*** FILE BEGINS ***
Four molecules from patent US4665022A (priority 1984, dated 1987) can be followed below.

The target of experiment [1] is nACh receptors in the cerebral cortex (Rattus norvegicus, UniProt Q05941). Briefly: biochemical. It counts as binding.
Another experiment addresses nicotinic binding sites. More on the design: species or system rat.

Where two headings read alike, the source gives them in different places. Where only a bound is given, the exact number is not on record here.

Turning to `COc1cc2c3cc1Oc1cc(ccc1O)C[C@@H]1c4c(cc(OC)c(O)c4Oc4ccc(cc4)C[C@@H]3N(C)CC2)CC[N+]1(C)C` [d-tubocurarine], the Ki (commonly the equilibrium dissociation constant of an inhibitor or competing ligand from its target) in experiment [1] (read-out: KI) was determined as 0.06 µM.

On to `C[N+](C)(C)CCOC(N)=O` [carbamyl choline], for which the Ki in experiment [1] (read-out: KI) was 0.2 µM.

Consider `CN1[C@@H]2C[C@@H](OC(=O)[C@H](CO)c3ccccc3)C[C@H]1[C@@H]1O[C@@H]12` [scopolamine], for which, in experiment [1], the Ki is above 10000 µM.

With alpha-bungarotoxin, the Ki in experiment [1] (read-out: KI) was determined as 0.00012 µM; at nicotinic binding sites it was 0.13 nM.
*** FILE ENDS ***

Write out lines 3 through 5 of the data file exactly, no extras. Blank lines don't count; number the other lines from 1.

Another experiment addresses nicotinic binding sites. More on the design: species or system rat.

Where two headings read alike, the source gives them in different places. Where only a bound is given, the exact number is not on record here.

Turning to `COc1cc2c3cc1Oc1cc(ccc1O)C[C@@H]1c4c(cc(OC)c(O)c4Oc4ccc(cc4)C[C@@H]3N(C)CC2)CC[N+]1(C)C` [d-tubocurarine], the Ki (commonly the equilibrium dissociation constant of an inhibitor or competing ligand from its target) in experiment [1] (read-out: KI) was determined as 0.06 µM.